One of the biggest attacks on vaping in the past few years, whether from governments, media, or nicotine prohibition advocacy groups, has been that youth e-cigarette use will lead to teens to start smoking or doing other drugs.
The "Monitoring the Future" survey from the University of Michigan has been surveying middle and high school students since 1975. The group conducting the survey, released some initial data in the form of a press release which will be published in January in the New England Journal of Medicine.
From AP News:
The federally funded survey released Monday is conducted by University of Michigan researchers and has been operating since 1975. This year’s findings are based on responses from about 45,000 students in grades 8, 10 and 12 in schools across the country. It found 1 in 5 high school seniors reported having vaped nicotine in the previous month.
After vaping and alcohol, the most common thing teens use is marijuana, the survey found. About 1 in 4 students said they’d used marijuana at least once in the past year. It was more common in older kids — about 1 in 17 high school seniors said they use marijuana every day.
Overall, marijuana smoking is about the same level as it was the past few years. Vaping of marijuana rose, however.
More teens, however, are saying no to lots of other substances. Usage of alcohol, cigarettes, cocaine, LSD, ecstasy, heroin and opioid pills all declined.
Since "epidemic" youth vaping has been the hot topic for at least two or three years now, wouldn't we have expected to see a positive correlation between e-cigarette usage and smoking as well as drug use by now instead of a steady decline?
From the "Monitoring the Future" survey about "nicotine" usage:
The percent of 12th grade students who reported use of nicotine in the past 30 days significantly increased to 28.5% in 2018 from 23.7% in 2017. Nicotine use is indicated by any use of cigarettes, large cigars, flavored or regular small cigars, hookah, smokeless tobacco, or a vaping device with nicotine.
This increase was driven entirely by vaping. Use of each of the other tobacco products was slightly down in 2018, although none of these decreases were statistically significant.
“Vaping is reversing hard-fought declines in the number of adolescents who use nicotine,” said Richard Miech, the lead author and principal investigator of the study.“These results suggest that vaping is leading youth into nicotine use and nicotine addiction, not away from it.”
Cigarette smoking by teens has been declining for two decades, a decline that showed some interruption in 2018. No significant decline occurred for 8th and 10th grade students in 2018. A decline did take place for 12th grade students, consistent with a cohort effect still working its way up the age spectrum.
A 5% increase in nicotine usage among youth is pretty significant. but smoking is down and drug usage seems to be declining or flat.
Did anyone notice when the war on smoking transitioned to the war on nicotine usage?
Even the rhetoric has shifted from e-cigarettes are "just as bad" or "we don't know the long term effects" to now just saying "nicotine effects the developing brain in adolescents."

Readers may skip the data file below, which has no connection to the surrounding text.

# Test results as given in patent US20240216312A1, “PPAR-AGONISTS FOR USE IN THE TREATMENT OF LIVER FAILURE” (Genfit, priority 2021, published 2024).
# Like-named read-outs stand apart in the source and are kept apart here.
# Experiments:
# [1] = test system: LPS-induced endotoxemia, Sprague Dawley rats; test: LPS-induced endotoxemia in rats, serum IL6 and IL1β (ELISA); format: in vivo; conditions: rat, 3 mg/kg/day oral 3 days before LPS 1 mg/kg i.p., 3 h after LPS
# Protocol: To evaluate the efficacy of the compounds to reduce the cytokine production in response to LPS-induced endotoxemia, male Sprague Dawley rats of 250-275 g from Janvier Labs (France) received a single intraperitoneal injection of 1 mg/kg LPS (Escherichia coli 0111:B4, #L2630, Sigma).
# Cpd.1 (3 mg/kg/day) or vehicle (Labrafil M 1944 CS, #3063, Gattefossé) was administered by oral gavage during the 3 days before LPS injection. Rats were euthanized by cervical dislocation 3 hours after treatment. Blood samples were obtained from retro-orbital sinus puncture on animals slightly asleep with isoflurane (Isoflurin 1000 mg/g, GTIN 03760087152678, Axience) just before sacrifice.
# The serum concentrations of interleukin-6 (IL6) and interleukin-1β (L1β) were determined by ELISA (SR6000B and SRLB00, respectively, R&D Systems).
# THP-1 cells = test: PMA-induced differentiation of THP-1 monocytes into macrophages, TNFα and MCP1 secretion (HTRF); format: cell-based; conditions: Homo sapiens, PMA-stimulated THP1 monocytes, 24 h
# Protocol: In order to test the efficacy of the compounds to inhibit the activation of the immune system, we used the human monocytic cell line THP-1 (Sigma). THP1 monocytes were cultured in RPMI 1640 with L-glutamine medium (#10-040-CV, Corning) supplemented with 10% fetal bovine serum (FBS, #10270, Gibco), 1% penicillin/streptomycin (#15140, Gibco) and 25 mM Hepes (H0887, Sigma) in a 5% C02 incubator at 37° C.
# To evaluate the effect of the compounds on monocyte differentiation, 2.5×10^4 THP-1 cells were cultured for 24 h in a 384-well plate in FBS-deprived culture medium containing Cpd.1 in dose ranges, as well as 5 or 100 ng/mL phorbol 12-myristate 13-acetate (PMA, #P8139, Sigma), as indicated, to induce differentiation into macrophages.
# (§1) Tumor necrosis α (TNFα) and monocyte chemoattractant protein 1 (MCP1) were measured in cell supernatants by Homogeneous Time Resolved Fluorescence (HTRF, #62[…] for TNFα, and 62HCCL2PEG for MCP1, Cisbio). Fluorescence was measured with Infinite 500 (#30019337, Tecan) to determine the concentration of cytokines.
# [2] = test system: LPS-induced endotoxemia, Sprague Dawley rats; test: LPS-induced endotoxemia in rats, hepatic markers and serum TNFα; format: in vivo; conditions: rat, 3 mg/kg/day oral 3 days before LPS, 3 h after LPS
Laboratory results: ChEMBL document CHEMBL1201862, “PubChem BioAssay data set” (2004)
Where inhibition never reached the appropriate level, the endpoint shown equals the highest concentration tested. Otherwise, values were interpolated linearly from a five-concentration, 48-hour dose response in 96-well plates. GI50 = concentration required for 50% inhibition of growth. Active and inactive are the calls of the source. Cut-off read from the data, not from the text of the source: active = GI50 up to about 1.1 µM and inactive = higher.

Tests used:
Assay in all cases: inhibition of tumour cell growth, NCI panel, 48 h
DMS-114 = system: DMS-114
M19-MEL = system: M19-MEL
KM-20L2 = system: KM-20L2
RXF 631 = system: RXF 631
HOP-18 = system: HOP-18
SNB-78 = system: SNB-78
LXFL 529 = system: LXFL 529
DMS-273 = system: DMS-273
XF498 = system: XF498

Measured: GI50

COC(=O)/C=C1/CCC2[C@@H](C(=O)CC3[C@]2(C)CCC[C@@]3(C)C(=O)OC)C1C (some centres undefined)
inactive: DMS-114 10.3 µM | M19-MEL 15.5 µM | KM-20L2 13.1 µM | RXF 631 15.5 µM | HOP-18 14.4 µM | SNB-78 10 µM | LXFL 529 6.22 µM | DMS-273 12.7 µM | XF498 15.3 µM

The most common anti-vaping tactic lately is confusing and conflating language to mislead people by lumping vapes in with smoking by characterizing the devices as tobacco products. Classifying vapes as tobacco products, regardless of actual tobacco content, is the basis for regulating vaping with laws designed to decrease smoking and negative health outcomes in the United States.
From Reason Magazine:
Scott Gottlieb, the head of the FDA, acknowledges that "there's a component in there of kids who are using e-cigarettes in lieu of combustible tobacco and otherwise would have used the combustible tobacco." But he adds that "from our standpoint, that's a hard justification for us to use as a public health justification when our mandate is no child should be using a tobacco product." Under the heading of "tobacco product," he includes e-cigarettes, which contain no tobacco and do not burn anything.
In other words, even if e-cigarettes have led to less smoking among teenagers, meaning less tobacco-related morbidity and mortality in decades to come, the FDA sees its mission as fighting that trend, even if it results in more tobacco-related morbidity and mortality. That's leaving aside the impact that the FDA's e-cigarette restrictions will have on adult smokers who are interested in switching to vaping or have already done so, some of whom will be deterred or backslide now that the flavors they prefer are harder to get. Somehow the FDA sees itself as obligated to attack public health in order to promote it.
Data May Also Indicate a Decline in Real World Social Activity
AP article continues:
One leading theory is that kids today are staying home and communicating on smartphones rather than hanging out and smoking, drinking or trying drugs.
“Drug experimentation is a group activity,” Volkow said.
What about vaping? “Vaping mostly is an individual activity,” said David Jernigan, a Boston University researcher who tracks alcohol use.
The data indicates that young people hanging out together has a far greater correlation with smoking, drug and alcohol use than vaping.
Perhaps the government should consider issuing every teen a smartphone and regulating in person social activities to further reduce unwanted behaviors in the nation's youth.